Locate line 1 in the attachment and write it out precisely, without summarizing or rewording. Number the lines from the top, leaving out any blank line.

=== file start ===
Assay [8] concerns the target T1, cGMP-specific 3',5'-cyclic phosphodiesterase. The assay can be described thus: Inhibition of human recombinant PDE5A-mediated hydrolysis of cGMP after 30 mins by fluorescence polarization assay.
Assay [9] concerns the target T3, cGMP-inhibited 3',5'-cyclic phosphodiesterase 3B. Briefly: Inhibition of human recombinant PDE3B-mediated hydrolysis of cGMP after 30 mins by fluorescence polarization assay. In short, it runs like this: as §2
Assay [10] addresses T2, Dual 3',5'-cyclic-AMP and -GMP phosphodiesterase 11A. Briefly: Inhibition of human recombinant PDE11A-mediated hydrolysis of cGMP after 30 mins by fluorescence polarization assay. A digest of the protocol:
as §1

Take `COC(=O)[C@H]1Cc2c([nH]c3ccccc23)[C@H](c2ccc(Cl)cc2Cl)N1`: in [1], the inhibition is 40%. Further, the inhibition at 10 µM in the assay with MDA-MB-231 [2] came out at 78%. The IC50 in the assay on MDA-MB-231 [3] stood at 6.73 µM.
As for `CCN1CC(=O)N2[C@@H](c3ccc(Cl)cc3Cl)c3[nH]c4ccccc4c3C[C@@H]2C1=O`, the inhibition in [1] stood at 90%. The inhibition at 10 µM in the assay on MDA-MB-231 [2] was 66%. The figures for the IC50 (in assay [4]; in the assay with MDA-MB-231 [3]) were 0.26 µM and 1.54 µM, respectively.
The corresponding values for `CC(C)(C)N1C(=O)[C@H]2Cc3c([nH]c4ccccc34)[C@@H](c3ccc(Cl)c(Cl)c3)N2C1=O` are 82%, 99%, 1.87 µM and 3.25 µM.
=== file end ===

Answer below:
Assay [8] concerns the target T1, cGMP-specific 3',5'-cyclic phosphodiesterase. The assay can be described thus: Inhibition of human recombinant PDE5A-mediated hydrolysis of cGMP after 30 mins by fluorescence polarization assay.